"I never bought a tile," says Geogr Ehling. No, in the 44 years he's been working on his house (46 now), he has used tiles that he found in dumpsters and garbage bins outside of tile import businesses, and he's covered his whole house in them.
At least, that's what he claims in this YouTube video---one of many videos on the mosaic house he's been working on since he moved in, in 1967. And who would argue with him?
He cut the tile himself and used every bit of it. Every teeny tiny bit, and some of the sections he designed are intricate and delicate, while others are very bold. Some are modern, others imitative of ancient art.
George was a stuntman in what he calls the "Hollywood on the Tiber" days--he was in Barrabas, The Barbarians, and more. He also lived in Europe for years--he was a pro wrestler there in the 1930s--where he saw lots of Roman and modern mosaics and picked up a few techniques. But mostly, it sounds like he improvised. And by now he could probably give lessons.
The mosaics--which cover every inch of the 1927 house--are enhanced by bits of statuary and molds that George picked up from the studios. Lion's heads, for example, and cherubs and bearded men.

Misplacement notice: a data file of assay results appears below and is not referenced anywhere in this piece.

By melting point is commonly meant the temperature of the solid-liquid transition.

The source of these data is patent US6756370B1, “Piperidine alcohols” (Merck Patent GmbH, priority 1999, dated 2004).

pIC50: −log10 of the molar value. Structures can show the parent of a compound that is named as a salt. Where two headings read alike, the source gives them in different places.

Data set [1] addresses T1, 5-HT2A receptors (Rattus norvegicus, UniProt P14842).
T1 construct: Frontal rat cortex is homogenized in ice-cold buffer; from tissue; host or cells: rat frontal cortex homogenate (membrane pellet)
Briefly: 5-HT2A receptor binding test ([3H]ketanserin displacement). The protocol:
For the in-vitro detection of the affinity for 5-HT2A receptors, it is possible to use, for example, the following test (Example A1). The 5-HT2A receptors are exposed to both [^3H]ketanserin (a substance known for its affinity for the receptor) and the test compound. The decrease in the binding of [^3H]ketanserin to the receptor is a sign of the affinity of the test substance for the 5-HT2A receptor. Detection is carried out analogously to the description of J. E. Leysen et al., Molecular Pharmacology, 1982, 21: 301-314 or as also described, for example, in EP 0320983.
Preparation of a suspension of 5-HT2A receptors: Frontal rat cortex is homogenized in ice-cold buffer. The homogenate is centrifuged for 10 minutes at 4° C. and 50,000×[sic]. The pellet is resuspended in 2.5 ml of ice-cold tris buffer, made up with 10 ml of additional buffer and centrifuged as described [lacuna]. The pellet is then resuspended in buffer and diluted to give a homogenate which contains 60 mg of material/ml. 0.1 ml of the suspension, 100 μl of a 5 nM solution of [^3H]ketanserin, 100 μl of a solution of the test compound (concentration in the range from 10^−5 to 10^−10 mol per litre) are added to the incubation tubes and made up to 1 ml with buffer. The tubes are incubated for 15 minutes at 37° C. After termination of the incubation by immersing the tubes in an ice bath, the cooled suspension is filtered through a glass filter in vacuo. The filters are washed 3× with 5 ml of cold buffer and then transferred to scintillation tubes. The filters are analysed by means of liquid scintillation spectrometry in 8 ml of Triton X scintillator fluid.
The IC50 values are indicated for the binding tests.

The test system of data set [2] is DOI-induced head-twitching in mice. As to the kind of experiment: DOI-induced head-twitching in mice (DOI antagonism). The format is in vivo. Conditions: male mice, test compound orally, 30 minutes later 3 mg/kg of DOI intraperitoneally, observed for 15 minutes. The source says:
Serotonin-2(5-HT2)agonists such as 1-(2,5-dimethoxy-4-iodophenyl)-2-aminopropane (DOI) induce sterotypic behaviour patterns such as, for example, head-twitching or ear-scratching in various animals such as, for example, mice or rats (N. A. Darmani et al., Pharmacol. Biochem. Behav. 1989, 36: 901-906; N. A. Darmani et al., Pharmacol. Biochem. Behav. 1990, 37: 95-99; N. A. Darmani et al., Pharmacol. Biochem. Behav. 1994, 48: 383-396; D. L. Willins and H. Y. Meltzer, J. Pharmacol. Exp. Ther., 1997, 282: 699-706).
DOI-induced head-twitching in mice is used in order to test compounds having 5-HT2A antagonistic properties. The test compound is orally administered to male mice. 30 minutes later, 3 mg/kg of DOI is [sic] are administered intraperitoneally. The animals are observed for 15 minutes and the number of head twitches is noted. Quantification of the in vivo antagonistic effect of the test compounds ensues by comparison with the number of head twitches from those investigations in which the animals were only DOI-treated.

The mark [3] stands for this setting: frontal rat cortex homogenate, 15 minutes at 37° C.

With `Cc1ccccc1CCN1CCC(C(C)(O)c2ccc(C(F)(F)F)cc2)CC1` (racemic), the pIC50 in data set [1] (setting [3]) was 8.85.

George's place is a private home, but he sometimes opens it to tours. This Patch article from 2012 describes one of 35 people, each paying $5 to walk through the home--including, I assume, the private bathroom that Harrison Ford, then a carpenter, helped him build.
That's the bathroom ceiling at right. Although the same shot is in the video above, I "borrow" this picture from the California Home Design website, which did an article on George and his masterwork two years ago.
For a little more personal information on George, his wife, and their musician son Otto, check the Here in the Hills blog.
An amazing point about the house--other than the sheer volume of work entailed in it--is the variety of patterns George has incorporated. Quilters will recognize some of those to the right, but there are also basket-weave type designs that don't show up until you get really close. There are optical illusions, rose-window-like medallions, and meander patters, as well as river rock mosaics. And there are some very classical Roman style pictures too, which you can see at the end of an earlier Here in the Hills post.
And this last picture is from that blog, which you should visit because the blogger has close up shots of may of these sections, so that you can see the workmanship involved.